Not so long ago if two lesbians wanted to have a baby they would ask a friend to donate sperm; two gay men might find someone who would carry their child as a surrogate.
In either case, the status of the sperm donor, or the gestational carrier, was not legally clear, so everyone wrote donor insemination or surrogacy agreements.
Under BC ’s revised Family Law Act parentage now depends on who intends to be parents, rather than on who contributed genetic material.
The means, for example, that the status of a sperm or egg donor has been clarified: they are not parents of the child born with their genetic material unless they have made an agreement with the intended parents to be a parent.
The revised Act also means that a baby can have up to five — or perhaps more — legal parents on their birth certificate. (Although, even if all five of those parents live together, none of them can have sex with more than one of the others since polygamy and polyamory are still offences under the Criminal Code.)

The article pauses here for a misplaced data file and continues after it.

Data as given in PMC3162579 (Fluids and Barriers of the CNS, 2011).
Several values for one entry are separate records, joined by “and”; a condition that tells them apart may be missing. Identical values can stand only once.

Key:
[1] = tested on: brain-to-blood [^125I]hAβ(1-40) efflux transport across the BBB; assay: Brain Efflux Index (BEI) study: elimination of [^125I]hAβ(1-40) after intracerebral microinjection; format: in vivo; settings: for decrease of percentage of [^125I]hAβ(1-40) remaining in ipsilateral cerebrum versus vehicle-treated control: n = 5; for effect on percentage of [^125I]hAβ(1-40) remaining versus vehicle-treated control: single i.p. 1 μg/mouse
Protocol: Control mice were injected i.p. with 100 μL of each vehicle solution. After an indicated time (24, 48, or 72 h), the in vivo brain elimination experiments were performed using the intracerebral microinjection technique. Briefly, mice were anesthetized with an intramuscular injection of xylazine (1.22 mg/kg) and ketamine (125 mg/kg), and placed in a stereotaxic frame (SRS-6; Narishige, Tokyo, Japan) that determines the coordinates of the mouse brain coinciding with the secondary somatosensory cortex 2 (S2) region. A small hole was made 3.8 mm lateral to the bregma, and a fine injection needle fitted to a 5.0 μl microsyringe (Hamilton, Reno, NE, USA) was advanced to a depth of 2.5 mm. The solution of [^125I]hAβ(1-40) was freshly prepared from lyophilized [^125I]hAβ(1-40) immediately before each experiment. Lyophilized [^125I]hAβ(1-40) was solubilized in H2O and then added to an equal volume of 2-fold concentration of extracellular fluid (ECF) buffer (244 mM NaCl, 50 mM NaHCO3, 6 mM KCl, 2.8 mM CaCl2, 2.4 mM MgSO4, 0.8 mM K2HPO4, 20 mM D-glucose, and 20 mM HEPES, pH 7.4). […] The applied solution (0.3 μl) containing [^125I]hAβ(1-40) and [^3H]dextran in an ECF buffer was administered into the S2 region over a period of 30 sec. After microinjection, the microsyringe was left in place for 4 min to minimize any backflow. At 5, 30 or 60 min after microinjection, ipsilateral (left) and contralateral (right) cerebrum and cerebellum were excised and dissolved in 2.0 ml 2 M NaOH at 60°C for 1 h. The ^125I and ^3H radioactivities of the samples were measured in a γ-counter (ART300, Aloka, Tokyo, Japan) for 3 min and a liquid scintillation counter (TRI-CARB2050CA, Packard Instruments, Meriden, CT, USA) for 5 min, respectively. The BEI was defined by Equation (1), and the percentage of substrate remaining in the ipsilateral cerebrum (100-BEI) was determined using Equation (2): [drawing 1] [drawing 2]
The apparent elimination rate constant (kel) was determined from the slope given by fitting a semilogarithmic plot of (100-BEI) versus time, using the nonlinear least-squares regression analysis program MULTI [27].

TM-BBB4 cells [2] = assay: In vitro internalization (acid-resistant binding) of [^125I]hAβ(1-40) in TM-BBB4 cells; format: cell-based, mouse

As for surrogacy, it’s legal as long as the parties sign an agreement with the gestational carrier both before getting pregnant, and after delivering the baby.
Now, it may seem possible to pick any two, or three, or five parents for your baby, but that is only true as long no one has sex to conceive the child. Any child conceived through sexual intercourse can only have those two people as their parents.
But if the same two people conceive their baby by turkey baster, as “intentional parents,” they can add extra parents to the child’s birth certificate. For example, if they use sperm from a donor as well as a gestational carrier, they could add both, if everyone agrees.
So the takeaway lessons from the changes in family law are:
Unless you are planning to have a traditional mom-and-dad two parent family, don’t conceive by sexual intercourse.
If you are going to use a surrogate, or have any procedure that requires a fertility clinic, you must get written agreements before a baby is conceived about who the parents will be.
With four other lawyers, barbara findlay (who lower cases her name) co-founded Fertility Law BC, a working group developing best practices for lawyers facing legal issues around the conception of children. Fertility Law BC has organized BC’s first-ever continuing legal education seminar on the subject.
Read findlay’s booklet Choosing Children, on her website, and see a lawyer before you get pregnant, so you don’t deliver a bundle of legal problems along with your baby.